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New manufacturing concepts and new materials are required for building electronics at the molecular level. While traditional micro-fabrication methods are approaching the limits of their capabilities, costs and complexities relating to fabrication continue to increase.
Continued innovations in the electronics, IT, and communications sectors would be hampered due to physical restrictions of silicon-based devices. Until solutions are identified, the growing cost of these materials combined with environmentally sensitive and costly processes required for fabrication will continue to stress the electronics sector.
Hence, to overcome these limitations, a wide range of alternative computer architectures has been recommended, including the ones based on optical circuitry, DNA, and quantum mechanical phenomena. One promising area is the application of individual molecules as active electronic devices.
Molecular Electronics in the Future
Molecular electronics look for ways to substitute existing electronics technology by applying one or a few molecules to work as connections, switches, and other logic devices. Molecules arrange themselves into devices that go beyond the restrictions of stiff silicon-based solutions and produce strong and conductive interconnects through environmentally sensitive fabrication methods.
Molecular electronics cover a number of extensive fields and they overlap with many more domains, spanning everything from the fabrication of optical disks based on films of bistable biomolecules to the theoretical design of computers based on molecular switches and wires.
The Future of Molecular Computing
It is predicted that molecular computing will substitute silicon-based computing toward the end of the decade. At the University of California, chemists have developed a molecular switch that can be switched on and off hundreds of times, just a year after the development of a switch that can be turned on only once. Nevertheless, the development of molecular random access memory, or RAM, continues to pose a challenge to the feasibility of molecular computing; however, this new step has made it easy to access molecular RAM.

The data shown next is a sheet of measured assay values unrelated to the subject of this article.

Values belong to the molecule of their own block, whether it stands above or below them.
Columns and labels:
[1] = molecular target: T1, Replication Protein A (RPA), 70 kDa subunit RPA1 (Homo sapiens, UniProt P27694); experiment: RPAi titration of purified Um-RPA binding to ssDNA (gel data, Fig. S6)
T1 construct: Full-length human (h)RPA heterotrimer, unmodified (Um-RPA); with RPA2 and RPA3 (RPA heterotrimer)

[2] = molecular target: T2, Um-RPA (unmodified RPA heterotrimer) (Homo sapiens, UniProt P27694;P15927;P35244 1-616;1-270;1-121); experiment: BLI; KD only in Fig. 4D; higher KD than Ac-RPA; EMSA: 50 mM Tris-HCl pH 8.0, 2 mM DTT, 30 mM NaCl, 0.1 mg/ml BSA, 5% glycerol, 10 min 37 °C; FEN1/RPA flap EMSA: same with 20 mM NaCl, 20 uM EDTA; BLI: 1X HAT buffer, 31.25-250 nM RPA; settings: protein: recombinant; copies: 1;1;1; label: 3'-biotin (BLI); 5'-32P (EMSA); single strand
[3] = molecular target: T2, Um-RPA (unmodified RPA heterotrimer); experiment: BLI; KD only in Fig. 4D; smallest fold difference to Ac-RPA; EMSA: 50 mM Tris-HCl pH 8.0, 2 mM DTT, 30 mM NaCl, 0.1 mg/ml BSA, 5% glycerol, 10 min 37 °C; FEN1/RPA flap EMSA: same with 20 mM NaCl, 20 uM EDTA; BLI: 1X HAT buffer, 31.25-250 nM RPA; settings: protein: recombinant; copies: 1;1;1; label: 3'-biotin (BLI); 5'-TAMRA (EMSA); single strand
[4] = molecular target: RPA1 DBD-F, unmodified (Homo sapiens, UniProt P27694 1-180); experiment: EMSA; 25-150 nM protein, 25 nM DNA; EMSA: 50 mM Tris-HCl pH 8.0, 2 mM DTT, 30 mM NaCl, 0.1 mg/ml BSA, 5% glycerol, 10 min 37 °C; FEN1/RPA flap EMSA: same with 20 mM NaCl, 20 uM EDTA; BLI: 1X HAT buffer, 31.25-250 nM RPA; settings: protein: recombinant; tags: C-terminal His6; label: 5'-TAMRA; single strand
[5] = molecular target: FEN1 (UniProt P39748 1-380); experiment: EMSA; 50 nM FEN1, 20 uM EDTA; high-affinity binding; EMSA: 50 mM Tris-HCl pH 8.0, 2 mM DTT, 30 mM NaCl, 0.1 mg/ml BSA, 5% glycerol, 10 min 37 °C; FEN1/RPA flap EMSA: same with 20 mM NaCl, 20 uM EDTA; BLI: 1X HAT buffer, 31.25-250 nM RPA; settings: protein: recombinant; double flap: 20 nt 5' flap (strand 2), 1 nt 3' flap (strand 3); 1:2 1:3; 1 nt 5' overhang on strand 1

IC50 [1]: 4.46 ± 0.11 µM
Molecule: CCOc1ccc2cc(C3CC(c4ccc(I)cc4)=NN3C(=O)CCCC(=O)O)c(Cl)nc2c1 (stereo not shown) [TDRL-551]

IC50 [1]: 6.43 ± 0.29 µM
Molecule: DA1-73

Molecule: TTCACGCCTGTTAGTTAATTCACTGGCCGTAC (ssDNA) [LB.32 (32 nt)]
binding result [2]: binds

Both UCLA and HP researchers are working together to develop molecular computers that are able to learn and become enhanced when they are used often. Molecular switches are important for creating computers of this kind. The most recent molecular switches were developed using special molecules, known as catenanes. These contain a pair of small mechanically interlocked rings, with each ring made up of atoms joined in a circle.
The switching motion—caused by removing and restoring an electron—is the molecular basis for the current device. These molecules move in a coherent motion and are capable of identifying one another and lining up in an efficient way. The catenanes are an enhancement over rotaxane molecules. By contrast, rotaxanes remained in a solution state and were relatively more incoherent.
The Background to Quantum Dots
Quantum dots can be defined as crystalline particles of semiconductor materials, which are not visible under normal conditions because they are smaller than the wavelength of visible light. Quantum dots can impart novel properties and, at the same time, remain invisible themselves. They luminesce under ultraviolet light, with the size of the dots regulating its color.
Quantum Dots and their Properties
Quantum dots will remain lit or fluoresce much longer when compared to dyes that are traditionally used for tagging cells. They are demonstrating good potential in early warning test kits for diseases.
Quantum dots are tagged to proteins and their glow helps in identifying specific DNA or proteins, through which numerous diseases can be diagnosed. The amount of light transmitted in a specific color can be used to establish the amount of protein present on each cell. A change in protein concentration on every cell can act as an early indicator of cancer.
Other Unique Properties of Quantum Dots
In addition, quantum dots have other special electronic properties. The shape and size of their structures and thus the number of electrons present in them can be accurately controlled. As a matter of fact, a quantum dot can have anything from one electron to a group of several thousands of electrons.